Sandy Seventh-day Adventist Church

Hope and Healing For All People

Even Dogs Sigh

As a kid, I looked forward to the newspaper deliveries at the front door of our home each Sunday morning. I liked to read the comic strips. Peanuts was favorite comic strip, printed in color on the top fold of the first page. It was a simpler time, when I and many others were easily entertained by the adventures of Charlie Brown and his dog Snoopy.

Snoopy didn't say much. But it wasn't unusual to see Snoopy lying on his back on the roof of his doghouse with "SIGH" written in the speech balloon floating above his head. Dogs do sigh, after all.

Sighs can be a positive expression of relief or contentment. This is good. Sighs can also express exasperation or contempt. This is dangerous.

Consider this inspired counsel from James:

"Don’t grumble about each other, brothers and sisters, or you will be judged. For look—the Judge is standing at the door!” (James 5:9 NLT)

In my attempts to follow this counsel, I've practiced zipping my lips. As an introvert, that's relatively easy. Extraverts may find this more difficult.

Recently, I became curious about James' warning about grumbling. I wondered if there was a deeper meaning to the word "grumble" than what I'd assumed. I looked up the original Greek. The word stenazō is commonly translated into grumble in English.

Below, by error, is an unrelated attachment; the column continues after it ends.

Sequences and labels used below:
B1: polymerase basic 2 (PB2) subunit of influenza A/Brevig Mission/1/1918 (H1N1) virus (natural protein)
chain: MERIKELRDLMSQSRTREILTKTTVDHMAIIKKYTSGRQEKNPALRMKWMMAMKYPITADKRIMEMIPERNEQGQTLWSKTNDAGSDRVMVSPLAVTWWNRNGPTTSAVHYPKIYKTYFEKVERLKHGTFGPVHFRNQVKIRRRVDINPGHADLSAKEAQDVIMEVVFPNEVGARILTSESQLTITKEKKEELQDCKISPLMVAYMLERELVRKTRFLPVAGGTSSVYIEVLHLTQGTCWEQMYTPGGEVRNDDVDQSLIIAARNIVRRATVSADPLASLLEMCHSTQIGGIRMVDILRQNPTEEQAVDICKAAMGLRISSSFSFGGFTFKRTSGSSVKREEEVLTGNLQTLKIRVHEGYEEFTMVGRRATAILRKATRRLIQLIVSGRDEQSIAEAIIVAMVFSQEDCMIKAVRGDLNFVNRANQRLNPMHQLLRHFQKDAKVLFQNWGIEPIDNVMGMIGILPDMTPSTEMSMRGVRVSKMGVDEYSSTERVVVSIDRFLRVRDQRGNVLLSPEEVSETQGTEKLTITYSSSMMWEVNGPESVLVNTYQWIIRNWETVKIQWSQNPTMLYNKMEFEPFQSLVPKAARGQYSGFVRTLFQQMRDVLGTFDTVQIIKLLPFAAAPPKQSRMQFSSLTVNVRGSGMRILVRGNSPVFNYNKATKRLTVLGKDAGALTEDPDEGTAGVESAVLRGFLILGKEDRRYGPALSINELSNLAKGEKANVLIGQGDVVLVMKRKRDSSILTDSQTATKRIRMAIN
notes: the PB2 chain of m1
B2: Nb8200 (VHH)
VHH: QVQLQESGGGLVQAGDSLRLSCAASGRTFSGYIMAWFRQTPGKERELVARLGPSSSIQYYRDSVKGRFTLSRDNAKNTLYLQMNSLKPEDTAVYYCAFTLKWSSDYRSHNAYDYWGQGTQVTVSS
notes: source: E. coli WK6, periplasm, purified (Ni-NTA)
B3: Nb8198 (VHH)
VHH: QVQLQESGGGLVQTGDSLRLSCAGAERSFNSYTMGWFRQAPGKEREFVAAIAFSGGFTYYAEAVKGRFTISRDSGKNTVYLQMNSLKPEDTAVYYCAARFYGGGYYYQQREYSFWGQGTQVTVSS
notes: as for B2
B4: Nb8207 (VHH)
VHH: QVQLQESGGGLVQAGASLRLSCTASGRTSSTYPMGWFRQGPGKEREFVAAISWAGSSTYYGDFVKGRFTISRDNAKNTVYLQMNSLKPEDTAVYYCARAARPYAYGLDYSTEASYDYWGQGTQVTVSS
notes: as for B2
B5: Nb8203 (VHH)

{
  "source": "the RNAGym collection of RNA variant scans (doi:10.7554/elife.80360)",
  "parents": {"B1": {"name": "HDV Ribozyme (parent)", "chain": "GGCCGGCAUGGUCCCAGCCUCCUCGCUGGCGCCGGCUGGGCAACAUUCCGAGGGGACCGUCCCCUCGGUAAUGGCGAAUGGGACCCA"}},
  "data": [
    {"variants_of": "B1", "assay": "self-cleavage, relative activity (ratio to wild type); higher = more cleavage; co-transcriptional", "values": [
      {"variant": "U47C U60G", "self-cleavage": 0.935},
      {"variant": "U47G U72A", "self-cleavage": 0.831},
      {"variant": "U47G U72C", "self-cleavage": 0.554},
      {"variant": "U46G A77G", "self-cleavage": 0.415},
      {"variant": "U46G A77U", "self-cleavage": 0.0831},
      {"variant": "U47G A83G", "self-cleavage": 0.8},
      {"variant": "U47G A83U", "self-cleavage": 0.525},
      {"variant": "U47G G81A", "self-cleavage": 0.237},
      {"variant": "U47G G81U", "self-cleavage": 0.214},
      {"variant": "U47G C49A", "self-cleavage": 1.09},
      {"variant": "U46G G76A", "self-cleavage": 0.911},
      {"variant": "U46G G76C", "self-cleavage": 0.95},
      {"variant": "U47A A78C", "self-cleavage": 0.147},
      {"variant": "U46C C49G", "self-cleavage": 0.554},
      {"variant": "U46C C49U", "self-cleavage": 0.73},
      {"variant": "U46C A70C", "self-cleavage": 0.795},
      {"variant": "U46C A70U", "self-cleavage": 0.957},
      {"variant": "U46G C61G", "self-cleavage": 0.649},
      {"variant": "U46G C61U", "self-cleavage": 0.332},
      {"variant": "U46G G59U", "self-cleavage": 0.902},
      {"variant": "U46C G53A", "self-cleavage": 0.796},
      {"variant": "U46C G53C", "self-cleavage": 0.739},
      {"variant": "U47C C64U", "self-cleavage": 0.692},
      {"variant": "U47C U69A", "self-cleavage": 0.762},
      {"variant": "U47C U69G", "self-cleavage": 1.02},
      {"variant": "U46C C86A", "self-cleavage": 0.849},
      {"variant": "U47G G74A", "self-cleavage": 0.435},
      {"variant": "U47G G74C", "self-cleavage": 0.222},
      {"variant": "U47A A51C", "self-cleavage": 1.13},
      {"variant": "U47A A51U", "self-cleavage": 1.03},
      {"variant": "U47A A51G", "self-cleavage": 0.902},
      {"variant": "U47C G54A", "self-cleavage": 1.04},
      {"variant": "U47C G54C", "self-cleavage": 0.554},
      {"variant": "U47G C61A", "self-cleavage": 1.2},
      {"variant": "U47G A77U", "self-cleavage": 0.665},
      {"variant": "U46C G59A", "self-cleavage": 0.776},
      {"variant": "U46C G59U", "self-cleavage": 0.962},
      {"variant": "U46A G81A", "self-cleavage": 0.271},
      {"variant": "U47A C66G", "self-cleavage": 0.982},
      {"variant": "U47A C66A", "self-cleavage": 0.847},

The Greek stenazō also has other meanings:
• Groan. That's a little bit harder than tightening one's lips. But it's doable.
• Sigh. This is a tough one. As Snoopy proves, even dogs sigh.

To not sigh against one other is a high standard to meet, even for an introvert. It's a mark you may already have missed today. How many times a day do you sigh in response to someone at home, where you work or go to school, or in response to your pastor or another church member?

Does the behavior of others easily trigger thoughts of exasperation and contempt?

As much as we may justify this behavior, James labels it as unacceptable: "For look—the Judge is standing at the door!"

This Judge is Jesus—the same Jesus that prayed for unity among His followers—a unity like the unity Jesus experiences with the Father (John 17:22).

Without the indwelling of the Holy Spirit, we are slaves of the flesh. Even when we recognize our bad behavior, it's easy to find ourselves trapped. Paul described it this way: "I have discovered this principle of life—that when I want to do what is right, I inevitably do what is wrong." (Romans 7:21 NLT)

This is not the condition that Jesus leaves us in when we believe, receive and obey His Word.

“But you are not controlled by your sinful nature. You are controlled by the Spirit if you have the Spirit of God living in you. (And remember that those who do not have the Spirit of Christ living in them do not belong to him at all.) And Christ lives within you, so even though your body will die because of sin, the Spirit gives you life because you have been made right with God. The Spirit of God, who raised Jesus from the dead, lives in you. And just as God raised Christ Jesus from the dead, he will give life to your mortal bodies by this same Spirit living within you.” (Romans 8:9-11 NLT)

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